UHY Ross Brooke Chartered Accountants

Top tips for 2022-23 year end personal tax planning

act now HMRC deadlines

With the end of the tax year approaching on 5th April, now is a good time to review your tax position and take some simple steps to make sure your tax affairs are as efficient as possible.


  • Maximise your tax-free savings by using up your ISA allowance which currently stands at £20,000.
  • Open a LISA and get a 25% Government credit. Invest the maximum £4,000 and they will give you £1,000 for free. These savings can be used to buy your first home or save for retirement. Do check out the small print regarding early withdrawal and house purchase before taking the plunge. You can invest if you are aged 18-40 years.
  • Junior ISA’s – £9,000 can be invested on behalf someone aged 18 and under and can be added to by anyone, not just the parents.
  • Pension Contributions – you can invest up to £40,000 or 100 per cent of your qualifying earnings (whichever is lower) with a potential carry forward for up to three years of unused allowances. If you have a pension and now wish to contribute a lump sum, you could therefore invest £160,000 before the end of the tax year! Smaller contributions of up to £3,600 (gross) can be paid by or on behalf of those who do not have relevant earnings. Also be careful if your pension pot is close to £1,073,100 (the Lifetime Allowance). If you are at all unsure about whether adding to your pension is the best thing to do, you must take advice from an IFA.


  • Charitable donations made under the gift aid scheme offer benefits for both the donor and the charity. A cash gift of £80 will result in a £20 uplift for the charity so the total donation would be £100. For higher rate taxpayers, the donor receives tax relief of £20, so the cost of making a £100 donation is only £60. The effective cost for additional rate taxpayers is even less.
  • Leaving at least 10% of your net estate to charity will reduce the IHT rate to 36% on the rest of your estate.
  • Inheritance tax – consider using your annual exemption for gifts of £3,000. If you haven’t used last year’s you can use that too, making a total of £6,000 out of your potential estate immediately (and that alone saves £2,400 in IHT!). Parents may make gifts in consideration of marriage of £5,000, grandparents the same but for £2,500 and if you are not a relative then up to £1,000 to any other person. There is a small gifts exemption of £250 which can be made to any number of people if another exemption has not been used on them. Normal expenditure out of income is immediately exempt if you can show gifts do not impact on your day-to-day living standards.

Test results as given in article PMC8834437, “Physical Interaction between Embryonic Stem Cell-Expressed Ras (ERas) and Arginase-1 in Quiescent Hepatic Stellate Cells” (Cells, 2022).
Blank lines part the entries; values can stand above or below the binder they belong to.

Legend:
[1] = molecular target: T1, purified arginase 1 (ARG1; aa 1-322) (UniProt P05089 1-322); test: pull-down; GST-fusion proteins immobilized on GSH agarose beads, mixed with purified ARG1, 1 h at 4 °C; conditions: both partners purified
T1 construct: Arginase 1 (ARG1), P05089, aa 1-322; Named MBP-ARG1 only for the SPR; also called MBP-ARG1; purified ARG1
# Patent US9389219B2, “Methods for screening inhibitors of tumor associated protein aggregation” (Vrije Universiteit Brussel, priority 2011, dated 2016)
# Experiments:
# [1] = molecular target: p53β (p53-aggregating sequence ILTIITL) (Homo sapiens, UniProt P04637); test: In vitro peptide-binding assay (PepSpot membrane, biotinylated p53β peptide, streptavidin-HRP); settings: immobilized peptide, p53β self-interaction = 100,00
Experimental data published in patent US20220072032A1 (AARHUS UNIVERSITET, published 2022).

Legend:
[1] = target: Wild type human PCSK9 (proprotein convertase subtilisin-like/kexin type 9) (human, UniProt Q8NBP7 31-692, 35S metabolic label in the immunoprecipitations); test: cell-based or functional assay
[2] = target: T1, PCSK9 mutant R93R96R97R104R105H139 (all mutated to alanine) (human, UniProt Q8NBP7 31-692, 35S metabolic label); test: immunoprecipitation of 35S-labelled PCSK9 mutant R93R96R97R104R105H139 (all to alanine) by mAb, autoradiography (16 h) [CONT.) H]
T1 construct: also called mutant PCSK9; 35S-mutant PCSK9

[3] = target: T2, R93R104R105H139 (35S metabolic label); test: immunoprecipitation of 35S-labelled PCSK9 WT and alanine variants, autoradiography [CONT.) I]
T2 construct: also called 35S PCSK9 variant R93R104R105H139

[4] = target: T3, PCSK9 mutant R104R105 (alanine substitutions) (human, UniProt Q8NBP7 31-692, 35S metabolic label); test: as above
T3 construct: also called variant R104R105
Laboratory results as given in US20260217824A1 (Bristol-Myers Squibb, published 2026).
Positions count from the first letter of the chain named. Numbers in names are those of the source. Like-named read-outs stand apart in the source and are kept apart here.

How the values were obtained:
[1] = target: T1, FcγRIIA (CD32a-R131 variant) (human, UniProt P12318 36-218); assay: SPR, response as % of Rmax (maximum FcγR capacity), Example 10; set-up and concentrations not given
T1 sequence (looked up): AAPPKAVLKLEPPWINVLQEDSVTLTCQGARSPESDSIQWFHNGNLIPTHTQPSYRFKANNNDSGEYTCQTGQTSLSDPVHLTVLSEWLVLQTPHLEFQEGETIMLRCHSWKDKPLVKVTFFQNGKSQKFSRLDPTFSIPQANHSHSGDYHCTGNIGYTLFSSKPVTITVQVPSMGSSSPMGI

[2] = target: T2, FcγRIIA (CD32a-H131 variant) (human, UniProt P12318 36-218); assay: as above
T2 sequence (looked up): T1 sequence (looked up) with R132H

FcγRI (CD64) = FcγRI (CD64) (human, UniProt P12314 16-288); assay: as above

• Nil Rate Band (£325,000 in 2022/23) – Reconsider your Will and who assets are being left to and in what form. Careful planning on this topic is often at the back of people’s minds and sadly it is not unknown for planning to be left until it is either too late, or it is not done at all with unnecessary tax loss then incurred by those left behind.

Sharing your assets

  • Your spouse or civil partner may earn more, or less, than you. Could  you equalise income and/or use each other’s allowances and basic tax rate bands?
  • If you hold assets standing at a gain, you can make those gains tax-free if they are below the annual capital gains tax exemption of £12,300 per person. You could even buy the asset back (shares for example) after 30-days but don’t get caught by bed-and-breakfasting rules! If you have a spouse or civil partner, then you might transfer assets between you to maximise allowances. This can even work with children in some circumstances. The annual exemption cannot be carried forward or transferred, so aim to make disposals before 6 April 2023 to utilise this year’s exemption. The CGT allowance is set to halve from 6 April 2023, and halve again from 6 April 2024.
  • Rent-a-room Relief – Renting a room in your main residence can be done tax free, where the rent is less than £7,500. Over that amount you only pay income tax on the excess! New rules have been introduced to counter absenteeism from a main residence, where rent-a-room relief is being claimed. A married couple or civil partnership have only one limit between them.

None of the foregoing constitutes advice. Individual circumstances differ and if you are planning on any of the above then you should seek the advice of a properly qualified professional who will be able to advise you whether your plans are suitable in your own circumstances.

Please get in touch if you are looking for specialist personal tax advice.

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